In the middle of this week’s parsha we find the story of Pesach Sheni. I think that in order to understand the message of Pesach Sheni we need to understand the mindset of the people at the time.
The excitement of Clal Yisrael must have been at amazing levels. They have been in the desert for a year and they have now completed the building of the mishkan and are traveling in a meticulous order, with each and every individual in their position surrounding the mishakan. The travel plans are clear, and in a very sort time they will be entering Eretz Yisrael.
(We, of course, have read the end of this week’s parsha and next week’s and we know that the “very short journey” will take forty years and practically not a single one of them will enter the land, including Moshe himself).
The first anniversary of the exodus arrives and they prepare to bring the Korban Pesach. They are reliving that fateful night in Egypt. (Generations later we attempt to recreate certain elements of the experience at our seder, but these people were to sit around the table and talk about yitziat mitzrayim in the first person!!)
It is at this point that a small group of people realizes that they are disqualified from participating in the korban because they are tamei. The simple reading of the pesukim does not give any indication as to who these people are or why they are tamei. The Sifra tries to infer from their words as to who they were and presents three different opinions:
1. They were those who were carrying the bones of Yosef that were being taken to be buried in Eretz Yisrael.
2. They were Mishael and Eltzafan who removed the bodies of Nadav and Avihu.
3. They were people who happened upon a “met mitzvah” an individual with no one to bury them and they had to become tamei to do so.
All three ideas present people who not only happened to be tamei but also were actually required to become tamei to fulfill one of these important missions. Their frustration must have been enormous.
In such situations we have different courses of action that we might take. One possibility would be to give up. We must understand that there are times in which we will be able to participate and there are times that we will not be able to. We must come to accept this and overcome our frustration. This would be even easier in the scenarios described above where the disqualification stems from a higher priority mission that we were involved in.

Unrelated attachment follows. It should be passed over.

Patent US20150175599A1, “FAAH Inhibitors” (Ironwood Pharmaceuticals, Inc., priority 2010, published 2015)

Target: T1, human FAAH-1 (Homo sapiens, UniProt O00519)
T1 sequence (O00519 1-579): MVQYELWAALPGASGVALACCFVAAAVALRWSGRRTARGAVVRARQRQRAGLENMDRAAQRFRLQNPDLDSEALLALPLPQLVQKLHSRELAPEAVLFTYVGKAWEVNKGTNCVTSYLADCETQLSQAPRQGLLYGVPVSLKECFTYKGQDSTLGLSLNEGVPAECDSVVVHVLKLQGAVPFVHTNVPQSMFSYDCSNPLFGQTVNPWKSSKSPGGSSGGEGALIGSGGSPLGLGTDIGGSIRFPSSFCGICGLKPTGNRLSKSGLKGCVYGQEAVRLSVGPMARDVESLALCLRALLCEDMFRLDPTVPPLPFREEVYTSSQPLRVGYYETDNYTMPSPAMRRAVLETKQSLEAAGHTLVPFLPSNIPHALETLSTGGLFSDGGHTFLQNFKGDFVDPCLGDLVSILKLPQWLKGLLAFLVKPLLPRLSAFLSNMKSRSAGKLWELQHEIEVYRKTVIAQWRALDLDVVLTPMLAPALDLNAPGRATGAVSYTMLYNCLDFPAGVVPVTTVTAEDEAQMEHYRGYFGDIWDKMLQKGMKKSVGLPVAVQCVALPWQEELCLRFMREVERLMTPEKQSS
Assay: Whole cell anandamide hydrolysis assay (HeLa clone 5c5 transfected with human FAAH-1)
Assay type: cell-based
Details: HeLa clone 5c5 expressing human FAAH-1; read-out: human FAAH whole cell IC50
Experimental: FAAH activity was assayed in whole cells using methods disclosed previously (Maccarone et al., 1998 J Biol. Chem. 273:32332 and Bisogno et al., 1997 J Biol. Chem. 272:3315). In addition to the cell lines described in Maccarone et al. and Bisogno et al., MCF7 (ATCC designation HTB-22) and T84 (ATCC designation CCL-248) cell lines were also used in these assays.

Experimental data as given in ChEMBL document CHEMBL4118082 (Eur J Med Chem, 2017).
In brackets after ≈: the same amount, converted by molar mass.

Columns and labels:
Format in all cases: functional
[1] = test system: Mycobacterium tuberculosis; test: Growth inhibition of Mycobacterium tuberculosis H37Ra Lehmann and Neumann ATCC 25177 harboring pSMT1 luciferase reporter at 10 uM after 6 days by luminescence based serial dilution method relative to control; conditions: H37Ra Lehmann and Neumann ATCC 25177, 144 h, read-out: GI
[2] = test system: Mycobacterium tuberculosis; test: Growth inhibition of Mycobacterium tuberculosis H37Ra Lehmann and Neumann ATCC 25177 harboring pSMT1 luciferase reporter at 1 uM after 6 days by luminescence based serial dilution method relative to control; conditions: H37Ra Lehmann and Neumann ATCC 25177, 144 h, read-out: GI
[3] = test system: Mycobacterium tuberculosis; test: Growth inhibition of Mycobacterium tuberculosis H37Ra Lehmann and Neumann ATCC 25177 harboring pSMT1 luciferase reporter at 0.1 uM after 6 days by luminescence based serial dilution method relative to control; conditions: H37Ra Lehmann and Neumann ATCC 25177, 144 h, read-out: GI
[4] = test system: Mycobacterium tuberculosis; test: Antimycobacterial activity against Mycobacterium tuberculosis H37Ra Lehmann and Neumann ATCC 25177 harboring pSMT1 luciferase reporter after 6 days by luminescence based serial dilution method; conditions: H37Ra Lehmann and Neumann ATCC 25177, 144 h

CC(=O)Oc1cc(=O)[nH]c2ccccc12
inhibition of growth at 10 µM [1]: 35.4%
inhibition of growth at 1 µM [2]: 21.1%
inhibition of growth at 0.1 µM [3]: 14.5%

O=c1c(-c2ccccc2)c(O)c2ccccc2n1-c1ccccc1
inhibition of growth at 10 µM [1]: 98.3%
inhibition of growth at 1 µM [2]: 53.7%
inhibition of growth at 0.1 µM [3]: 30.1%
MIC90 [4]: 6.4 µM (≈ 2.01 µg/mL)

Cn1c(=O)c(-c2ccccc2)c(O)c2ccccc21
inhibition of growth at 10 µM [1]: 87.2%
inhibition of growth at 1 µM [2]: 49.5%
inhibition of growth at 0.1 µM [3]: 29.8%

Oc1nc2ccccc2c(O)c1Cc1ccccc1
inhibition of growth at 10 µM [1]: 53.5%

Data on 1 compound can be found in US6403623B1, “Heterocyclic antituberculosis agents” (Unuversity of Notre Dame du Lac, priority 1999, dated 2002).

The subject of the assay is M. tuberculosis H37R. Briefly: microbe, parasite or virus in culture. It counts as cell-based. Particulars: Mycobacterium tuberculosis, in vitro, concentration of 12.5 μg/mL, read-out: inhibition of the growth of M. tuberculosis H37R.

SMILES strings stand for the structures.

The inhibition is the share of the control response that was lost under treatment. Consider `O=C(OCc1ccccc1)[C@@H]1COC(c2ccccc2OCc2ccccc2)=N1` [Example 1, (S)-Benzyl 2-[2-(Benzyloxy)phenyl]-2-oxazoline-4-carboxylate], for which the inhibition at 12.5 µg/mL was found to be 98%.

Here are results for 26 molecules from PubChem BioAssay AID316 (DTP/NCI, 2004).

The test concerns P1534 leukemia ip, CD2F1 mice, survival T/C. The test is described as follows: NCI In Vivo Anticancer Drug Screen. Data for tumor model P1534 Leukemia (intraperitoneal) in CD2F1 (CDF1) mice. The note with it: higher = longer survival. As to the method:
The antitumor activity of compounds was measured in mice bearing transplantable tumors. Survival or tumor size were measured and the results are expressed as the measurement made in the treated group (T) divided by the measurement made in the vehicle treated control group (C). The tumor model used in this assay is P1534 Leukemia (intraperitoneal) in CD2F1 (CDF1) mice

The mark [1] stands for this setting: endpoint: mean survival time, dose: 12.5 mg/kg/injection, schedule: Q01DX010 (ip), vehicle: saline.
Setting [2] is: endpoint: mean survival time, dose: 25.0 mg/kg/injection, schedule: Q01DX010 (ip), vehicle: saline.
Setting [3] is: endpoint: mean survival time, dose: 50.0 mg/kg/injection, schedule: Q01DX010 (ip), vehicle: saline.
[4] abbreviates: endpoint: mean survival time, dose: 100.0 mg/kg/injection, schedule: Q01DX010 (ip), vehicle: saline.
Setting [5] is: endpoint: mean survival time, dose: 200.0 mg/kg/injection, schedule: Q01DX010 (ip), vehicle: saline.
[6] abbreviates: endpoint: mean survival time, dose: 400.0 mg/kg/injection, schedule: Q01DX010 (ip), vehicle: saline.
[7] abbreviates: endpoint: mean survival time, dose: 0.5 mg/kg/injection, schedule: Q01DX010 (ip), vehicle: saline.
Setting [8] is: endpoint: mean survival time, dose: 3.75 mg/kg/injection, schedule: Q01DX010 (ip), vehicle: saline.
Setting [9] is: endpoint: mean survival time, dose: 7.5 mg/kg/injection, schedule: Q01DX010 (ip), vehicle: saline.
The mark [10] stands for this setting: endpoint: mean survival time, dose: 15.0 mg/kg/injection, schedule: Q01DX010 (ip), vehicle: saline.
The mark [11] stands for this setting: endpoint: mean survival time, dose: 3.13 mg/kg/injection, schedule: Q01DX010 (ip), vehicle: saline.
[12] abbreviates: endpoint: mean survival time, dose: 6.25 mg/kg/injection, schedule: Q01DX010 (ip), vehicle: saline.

Another option would be to push to find a solution. This is the course that they people took. There is no reason to believe that there is a solution to the problem. As they approach Moshe Rabenu they have no idea that there are any options available. They are not arriving knowing that if they just “nudge” and “kvetch” enough they will get what they want. They approach Moshe with a clear and true cry of “Why should we loose out”?
I think that it is the very cry that they raised that already provided the answer. A solution must be found!! Hakadosh Baruch Hu is presented with the burning desire to participate in the Korban Pesach and He is the one that must provide the solution.
Chazal tell us that the parsha was given in honor of these people because “migalglim zchut al yedei zakai”.
The obvious parallel to this situation is the story of Bnot Tzalfchad. There, as well, the simple law seemed to be cut and dry, they were not to inherit the land. These five women approached Moshe Rabenu with the clear and determined claim that they wanted a part of Eretz Yisrael.
It is interesting to note the laguage used in both places in the same (note the same use of the word “negara” in both places Bamidbar 9:7 and Bamidbar 27:4.)
The message is determination. If we are determined to be part of the Kedusha, the Korbanot and Eretz Yisrael then a solution will be found. If we accept the limitations that seem to exist and say “oh well-that Halacha is for a different time” then indeed it will only be for a different time. If we are unwilling to accept the situation as it is and we approach Hakadosh Baruch Hu with the true and pure desire to be part of Avodat Hashem, He will provide the solution.